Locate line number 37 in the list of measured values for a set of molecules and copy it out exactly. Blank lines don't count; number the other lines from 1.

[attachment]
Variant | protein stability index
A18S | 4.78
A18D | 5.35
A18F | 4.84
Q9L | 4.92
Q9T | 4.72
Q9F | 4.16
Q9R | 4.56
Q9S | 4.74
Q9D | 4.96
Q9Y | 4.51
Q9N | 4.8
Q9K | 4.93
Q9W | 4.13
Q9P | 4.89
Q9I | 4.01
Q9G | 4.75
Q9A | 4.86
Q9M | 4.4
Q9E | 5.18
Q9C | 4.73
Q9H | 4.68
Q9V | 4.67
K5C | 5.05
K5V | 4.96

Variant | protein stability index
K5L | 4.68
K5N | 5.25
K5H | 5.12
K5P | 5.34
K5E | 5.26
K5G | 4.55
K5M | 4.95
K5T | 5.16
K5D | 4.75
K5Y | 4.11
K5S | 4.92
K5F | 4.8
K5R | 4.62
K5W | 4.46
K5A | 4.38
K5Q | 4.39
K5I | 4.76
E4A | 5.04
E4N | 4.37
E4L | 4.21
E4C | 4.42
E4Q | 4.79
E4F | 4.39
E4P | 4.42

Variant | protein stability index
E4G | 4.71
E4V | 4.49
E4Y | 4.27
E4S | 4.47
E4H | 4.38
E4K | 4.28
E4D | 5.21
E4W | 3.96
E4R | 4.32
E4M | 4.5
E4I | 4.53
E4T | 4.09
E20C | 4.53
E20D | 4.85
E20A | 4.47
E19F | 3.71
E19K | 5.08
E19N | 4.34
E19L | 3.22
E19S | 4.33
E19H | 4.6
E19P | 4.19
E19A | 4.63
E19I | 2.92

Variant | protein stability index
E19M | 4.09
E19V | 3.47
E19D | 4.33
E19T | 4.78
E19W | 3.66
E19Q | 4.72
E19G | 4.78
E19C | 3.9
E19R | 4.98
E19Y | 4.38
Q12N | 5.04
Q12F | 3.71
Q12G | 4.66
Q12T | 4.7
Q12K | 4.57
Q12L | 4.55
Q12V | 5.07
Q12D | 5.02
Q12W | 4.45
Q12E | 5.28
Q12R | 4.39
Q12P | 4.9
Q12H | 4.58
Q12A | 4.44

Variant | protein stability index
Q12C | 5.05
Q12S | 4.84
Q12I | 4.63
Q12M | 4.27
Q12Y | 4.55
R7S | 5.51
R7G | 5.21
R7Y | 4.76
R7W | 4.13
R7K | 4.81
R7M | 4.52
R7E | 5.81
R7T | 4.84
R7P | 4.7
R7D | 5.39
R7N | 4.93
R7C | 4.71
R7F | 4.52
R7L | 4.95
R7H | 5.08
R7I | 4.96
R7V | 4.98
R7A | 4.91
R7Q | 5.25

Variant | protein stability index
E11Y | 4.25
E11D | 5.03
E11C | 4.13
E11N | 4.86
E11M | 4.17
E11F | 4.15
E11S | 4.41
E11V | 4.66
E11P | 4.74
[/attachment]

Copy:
K5S | 4.92